Even a casual fan doesn’t need a stats background to recognize a terrible start. The Red Sox aren’t just losing, they’re on pace for a historically bad season.
While Red Sox starting pitching has been well beyond pre-season expectations (3.28 ERA, fourth-best in the American League), the bullpen has been weak (1.267 WHIP is third-highest in the AL).
Worse, though, Boston’s offense, thought to be a sure-thing prior to the start of the season, has been all but non-existent. With a few exceptions, the Sox offense has been mostly empty at-bats, with aggressive but often fruitless swings, and weak contact, when contact is made at all.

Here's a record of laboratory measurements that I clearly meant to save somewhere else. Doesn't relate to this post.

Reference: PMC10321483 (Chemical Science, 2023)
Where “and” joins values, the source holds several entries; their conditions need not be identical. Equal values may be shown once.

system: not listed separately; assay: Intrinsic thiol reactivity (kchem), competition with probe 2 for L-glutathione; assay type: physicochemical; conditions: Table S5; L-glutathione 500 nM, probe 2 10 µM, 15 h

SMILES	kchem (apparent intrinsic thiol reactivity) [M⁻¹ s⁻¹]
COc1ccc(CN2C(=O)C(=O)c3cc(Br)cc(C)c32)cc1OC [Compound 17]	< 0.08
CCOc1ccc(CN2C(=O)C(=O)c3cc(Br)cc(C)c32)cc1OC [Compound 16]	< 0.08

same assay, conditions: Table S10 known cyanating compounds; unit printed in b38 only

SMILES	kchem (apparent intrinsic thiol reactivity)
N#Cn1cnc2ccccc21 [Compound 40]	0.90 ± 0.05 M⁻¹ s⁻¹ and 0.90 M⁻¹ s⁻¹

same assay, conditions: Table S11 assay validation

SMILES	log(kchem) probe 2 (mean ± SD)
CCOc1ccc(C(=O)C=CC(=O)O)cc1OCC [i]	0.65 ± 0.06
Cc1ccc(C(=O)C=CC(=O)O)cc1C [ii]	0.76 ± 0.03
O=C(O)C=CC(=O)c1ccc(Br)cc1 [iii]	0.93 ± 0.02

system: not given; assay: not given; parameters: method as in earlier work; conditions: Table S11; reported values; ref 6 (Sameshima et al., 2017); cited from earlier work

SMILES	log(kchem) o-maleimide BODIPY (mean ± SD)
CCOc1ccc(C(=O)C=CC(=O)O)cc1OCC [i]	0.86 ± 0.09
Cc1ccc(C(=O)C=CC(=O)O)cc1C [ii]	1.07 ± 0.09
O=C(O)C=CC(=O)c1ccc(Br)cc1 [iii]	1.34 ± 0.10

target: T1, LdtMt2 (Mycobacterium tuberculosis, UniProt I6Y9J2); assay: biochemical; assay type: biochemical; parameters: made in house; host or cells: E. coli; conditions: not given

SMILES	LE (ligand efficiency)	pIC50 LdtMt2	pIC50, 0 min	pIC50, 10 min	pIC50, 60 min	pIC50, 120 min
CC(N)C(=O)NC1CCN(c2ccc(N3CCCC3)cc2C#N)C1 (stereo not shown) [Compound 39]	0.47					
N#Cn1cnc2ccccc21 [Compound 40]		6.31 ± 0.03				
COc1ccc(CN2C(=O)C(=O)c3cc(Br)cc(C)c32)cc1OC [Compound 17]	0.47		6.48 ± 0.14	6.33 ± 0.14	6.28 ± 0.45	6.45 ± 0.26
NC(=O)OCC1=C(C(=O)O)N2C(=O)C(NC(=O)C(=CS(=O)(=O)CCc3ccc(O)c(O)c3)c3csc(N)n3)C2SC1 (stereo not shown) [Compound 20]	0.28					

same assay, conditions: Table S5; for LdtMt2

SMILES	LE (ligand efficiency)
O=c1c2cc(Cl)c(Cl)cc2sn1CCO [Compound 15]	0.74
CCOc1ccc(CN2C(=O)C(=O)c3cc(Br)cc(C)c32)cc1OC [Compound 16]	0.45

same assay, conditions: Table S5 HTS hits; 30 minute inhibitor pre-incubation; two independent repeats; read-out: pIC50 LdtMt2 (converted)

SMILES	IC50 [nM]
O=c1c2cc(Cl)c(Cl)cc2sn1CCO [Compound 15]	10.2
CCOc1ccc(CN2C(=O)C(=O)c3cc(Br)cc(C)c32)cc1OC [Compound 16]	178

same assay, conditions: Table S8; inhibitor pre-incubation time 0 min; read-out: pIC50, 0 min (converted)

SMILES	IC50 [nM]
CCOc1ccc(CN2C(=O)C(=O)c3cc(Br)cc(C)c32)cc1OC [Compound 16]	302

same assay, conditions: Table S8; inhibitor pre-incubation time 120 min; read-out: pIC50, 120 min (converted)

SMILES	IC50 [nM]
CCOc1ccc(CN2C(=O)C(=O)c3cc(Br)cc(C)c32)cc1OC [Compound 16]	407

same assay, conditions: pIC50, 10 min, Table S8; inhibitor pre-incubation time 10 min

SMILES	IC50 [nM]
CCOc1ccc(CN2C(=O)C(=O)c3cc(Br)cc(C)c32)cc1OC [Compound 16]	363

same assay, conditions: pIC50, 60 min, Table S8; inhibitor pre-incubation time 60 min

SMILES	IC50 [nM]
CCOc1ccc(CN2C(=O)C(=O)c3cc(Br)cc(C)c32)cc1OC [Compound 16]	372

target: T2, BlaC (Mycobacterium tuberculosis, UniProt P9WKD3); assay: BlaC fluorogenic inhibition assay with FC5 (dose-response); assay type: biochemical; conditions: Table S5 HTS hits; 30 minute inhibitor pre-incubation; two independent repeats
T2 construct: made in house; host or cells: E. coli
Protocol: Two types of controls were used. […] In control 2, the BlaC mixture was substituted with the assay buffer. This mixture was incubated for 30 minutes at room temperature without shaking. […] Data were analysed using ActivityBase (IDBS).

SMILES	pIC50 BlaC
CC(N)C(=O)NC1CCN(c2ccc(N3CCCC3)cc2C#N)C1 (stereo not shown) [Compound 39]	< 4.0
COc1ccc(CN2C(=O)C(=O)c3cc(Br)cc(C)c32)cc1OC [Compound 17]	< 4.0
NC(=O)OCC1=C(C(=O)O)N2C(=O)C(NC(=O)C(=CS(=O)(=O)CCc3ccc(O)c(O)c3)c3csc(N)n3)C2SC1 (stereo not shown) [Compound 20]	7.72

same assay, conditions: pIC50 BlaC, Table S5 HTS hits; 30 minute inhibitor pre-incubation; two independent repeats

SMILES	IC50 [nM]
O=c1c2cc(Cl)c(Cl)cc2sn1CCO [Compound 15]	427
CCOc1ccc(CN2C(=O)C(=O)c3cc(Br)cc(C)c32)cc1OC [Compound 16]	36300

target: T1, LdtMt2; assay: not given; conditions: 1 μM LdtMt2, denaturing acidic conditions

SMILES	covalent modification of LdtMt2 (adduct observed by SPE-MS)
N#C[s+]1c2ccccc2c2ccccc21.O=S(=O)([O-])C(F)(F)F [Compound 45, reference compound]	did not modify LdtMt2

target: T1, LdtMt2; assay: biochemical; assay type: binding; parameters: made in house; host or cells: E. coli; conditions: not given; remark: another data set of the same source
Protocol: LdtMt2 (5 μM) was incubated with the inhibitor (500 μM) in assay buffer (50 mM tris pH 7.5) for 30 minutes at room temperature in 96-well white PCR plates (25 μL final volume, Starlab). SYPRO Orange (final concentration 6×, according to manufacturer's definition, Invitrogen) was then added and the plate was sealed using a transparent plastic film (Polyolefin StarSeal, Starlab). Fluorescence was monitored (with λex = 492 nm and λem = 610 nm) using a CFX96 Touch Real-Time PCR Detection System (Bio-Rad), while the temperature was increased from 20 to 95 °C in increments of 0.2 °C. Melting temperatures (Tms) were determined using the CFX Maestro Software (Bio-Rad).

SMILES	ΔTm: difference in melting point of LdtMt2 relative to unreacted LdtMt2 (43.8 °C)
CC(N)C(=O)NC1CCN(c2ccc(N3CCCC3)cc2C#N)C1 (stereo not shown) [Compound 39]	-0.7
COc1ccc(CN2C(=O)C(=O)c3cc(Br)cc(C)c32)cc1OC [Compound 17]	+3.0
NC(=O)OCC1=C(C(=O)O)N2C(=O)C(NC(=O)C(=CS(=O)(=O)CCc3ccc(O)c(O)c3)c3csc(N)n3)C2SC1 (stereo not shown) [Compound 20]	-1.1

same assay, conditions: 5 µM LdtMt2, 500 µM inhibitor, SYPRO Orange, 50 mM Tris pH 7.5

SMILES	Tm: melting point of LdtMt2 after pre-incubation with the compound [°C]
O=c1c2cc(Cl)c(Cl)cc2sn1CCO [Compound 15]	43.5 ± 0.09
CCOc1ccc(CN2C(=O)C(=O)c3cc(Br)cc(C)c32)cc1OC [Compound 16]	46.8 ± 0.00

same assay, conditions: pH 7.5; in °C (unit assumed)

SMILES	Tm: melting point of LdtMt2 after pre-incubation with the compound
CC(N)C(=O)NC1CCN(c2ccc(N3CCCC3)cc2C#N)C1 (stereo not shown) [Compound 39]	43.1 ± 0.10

In all, the Red Sox have scored just 3.3 times per game, the third-lowest runs tally in the Major Leagues, and have made the most one-pitch outs in baseball (93). And yet despite the terrible results, there’s been little substantive change in the approach since the start of the season.
In search of the bottom
Sunday’s 3-2 defeat to the White Sox was Boston’s 11th loss of the season by two or fewer runs, the most in baseball.
With nearly a fifth of the season already done, the Sox are on pace for 61 such losses this year, which would be a new franchise record and tie the 1968 Mets for the second-most such losses by any team in Major League history. Only the 1917 Pirates had more (63).
To date, the most single-season losses by two or fewer runs for Boston was 54 in 1966. No Red Sox team in franchise history has made the playoffs with more than 42 such defeats in a season.